Since relocating our campus to Portland’s Old Town Chinatown neighborhood in 2012, we have initiated a successful annual fundraising event and built a more visible community presence in the new neighborhood. While these successes mark important milestones for the college, an increased need to expand development efforts became clear after OCOM's February 2014 six-year strategic planning session.
The planning group identified the need to create a more diverse funding base to support our mission by expanding efforts to move away from tuition dependence. Like many universities and colleges across the U.S., a downturn in enrollment in 2012 and 2013 which, coupled with campus relocation operational costs, led OCOM to prioritize an expansion of our Institutional Advancement department in 2015. The new director position will support growth of OCOM's annual fund, deepened collaborative partnerships, and expanded capacity for community giving.
The greatest beneficiary of enhanced fundraising capacity will be OCOM’s clinics. Our teaching clinics intentionally provide low-cost health care options for the Portland metro region to ensure broad access to affordable integrative health care. While the college charges $25 per treatment, the full cost of each visit is $40. Foundation grants, individual donations, and revenues from student tuition cover the difference between the actual cost of delivering the care and the patient fee.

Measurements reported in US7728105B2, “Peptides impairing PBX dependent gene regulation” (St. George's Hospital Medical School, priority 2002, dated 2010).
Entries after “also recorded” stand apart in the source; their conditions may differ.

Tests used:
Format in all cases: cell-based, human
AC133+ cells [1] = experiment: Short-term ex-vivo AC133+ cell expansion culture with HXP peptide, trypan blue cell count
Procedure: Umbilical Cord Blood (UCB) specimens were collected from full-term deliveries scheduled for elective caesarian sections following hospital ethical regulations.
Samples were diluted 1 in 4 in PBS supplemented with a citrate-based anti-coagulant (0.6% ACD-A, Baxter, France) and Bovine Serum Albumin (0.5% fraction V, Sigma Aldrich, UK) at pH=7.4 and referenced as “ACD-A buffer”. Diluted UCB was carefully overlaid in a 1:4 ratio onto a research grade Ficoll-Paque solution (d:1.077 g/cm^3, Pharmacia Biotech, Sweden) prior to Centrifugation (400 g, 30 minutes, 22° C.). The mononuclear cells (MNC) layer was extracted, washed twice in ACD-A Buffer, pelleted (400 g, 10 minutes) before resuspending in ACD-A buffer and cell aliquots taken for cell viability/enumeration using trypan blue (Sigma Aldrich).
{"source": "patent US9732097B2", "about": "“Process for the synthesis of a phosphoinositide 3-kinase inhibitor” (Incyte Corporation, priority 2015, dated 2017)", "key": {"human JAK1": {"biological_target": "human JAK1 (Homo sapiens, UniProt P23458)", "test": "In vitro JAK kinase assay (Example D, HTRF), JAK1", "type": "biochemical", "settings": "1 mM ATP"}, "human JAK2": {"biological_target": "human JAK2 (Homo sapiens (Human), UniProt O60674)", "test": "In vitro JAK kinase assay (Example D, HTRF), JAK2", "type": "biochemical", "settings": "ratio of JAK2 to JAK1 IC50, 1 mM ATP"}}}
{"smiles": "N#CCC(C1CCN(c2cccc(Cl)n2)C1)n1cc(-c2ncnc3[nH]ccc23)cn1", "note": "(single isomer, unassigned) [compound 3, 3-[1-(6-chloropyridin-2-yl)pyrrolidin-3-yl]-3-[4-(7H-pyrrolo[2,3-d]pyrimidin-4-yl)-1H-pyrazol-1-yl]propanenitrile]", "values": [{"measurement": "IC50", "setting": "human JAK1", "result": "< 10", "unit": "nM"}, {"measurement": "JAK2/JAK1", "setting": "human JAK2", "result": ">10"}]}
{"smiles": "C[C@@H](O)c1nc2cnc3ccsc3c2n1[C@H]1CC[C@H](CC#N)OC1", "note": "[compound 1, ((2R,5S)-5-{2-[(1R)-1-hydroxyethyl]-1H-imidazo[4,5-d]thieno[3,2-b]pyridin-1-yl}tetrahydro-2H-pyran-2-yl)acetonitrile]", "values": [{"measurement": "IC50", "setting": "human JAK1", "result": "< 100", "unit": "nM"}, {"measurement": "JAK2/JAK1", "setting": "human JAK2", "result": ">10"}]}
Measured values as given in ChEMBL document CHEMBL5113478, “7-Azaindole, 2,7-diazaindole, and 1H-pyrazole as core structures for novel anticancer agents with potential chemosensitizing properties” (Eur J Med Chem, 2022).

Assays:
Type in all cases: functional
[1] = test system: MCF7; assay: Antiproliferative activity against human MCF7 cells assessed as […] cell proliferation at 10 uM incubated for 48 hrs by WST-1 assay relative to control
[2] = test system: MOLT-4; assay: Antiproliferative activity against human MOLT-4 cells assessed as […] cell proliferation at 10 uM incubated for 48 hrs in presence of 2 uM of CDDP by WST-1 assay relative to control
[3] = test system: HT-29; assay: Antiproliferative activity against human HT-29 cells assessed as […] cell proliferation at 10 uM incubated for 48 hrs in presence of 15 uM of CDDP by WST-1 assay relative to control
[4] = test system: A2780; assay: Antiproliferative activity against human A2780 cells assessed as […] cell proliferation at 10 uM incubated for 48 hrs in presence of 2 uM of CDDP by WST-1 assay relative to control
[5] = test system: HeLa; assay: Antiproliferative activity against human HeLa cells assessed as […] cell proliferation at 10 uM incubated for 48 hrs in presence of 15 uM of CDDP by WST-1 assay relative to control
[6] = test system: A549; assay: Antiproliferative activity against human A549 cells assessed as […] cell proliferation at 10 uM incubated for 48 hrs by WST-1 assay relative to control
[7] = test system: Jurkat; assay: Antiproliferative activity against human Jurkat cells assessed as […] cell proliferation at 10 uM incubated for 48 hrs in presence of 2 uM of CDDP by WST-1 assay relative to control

In 2013, the college's two master's program teaching clinics provided 22,000 patient visits; 85 percent of those visits were for individuals who self-identified as low-income. In addition, OCOM's community partnership projects and externship opportunities are focused on expanding access to low-cost or free acupuncture health care in the region to underserved community members and chronically ill patients at other health care institutions. Those include organizations such as Outside In, Central City Concern, Hooper Detox, and other Coalition of Community Health Clinics’ locations.
Oregon College of Oriental Medicine (OCOM) has received a $15,000 grant award from the Kaiser Permanente supporting access to acupuncture care for low-income patients in the Portland metro area.
Thanks to Kaiser Permanente’s support, OCOM will provide qualifying low-income community members $15 acupuncture and Chinese medicine treatments. Enrollment in the program, "Expanding Health Care Access to Low-Income Patients," begins January 20, 2015. Qualifying individuals will be eligible to enroll for five $15 visits between January and October 2015.
OCOM’s Chinese medicine teaching clinics see more than 20,000 patient visits each year. Analysis of patient survey data from 2013 grantees shows that those who receive at least five treatments at our clinics get better. Among low income patients who received a course of five treatments, 92 percent reported having a chronic conditions and 100 percent reported that their conditions improved. Fifty-four percent indicated they rely on safety-net clinics even though 58 percent of them have some health insurance. Ninety-six percent of patients reported they were "extremely" or "very" satisfied with their treatments, and 22 percent reported they did not use the emergency room due to access to health care at OCOM.
"Many of our patients are dealing with serious, chronic conditions, including long-term pain. The acupuncture treatments made available through this grant support our patients to stay engaged with the people and activities that make life worth living," says Miles Sledd, LAc, OCOM Director of Clinic Operations.
Download an application or call OCOM’s Patient Services Team: OCOM Clinic, 503-445-0951; or OCOM Hollywood Clinic at 503-281-1917.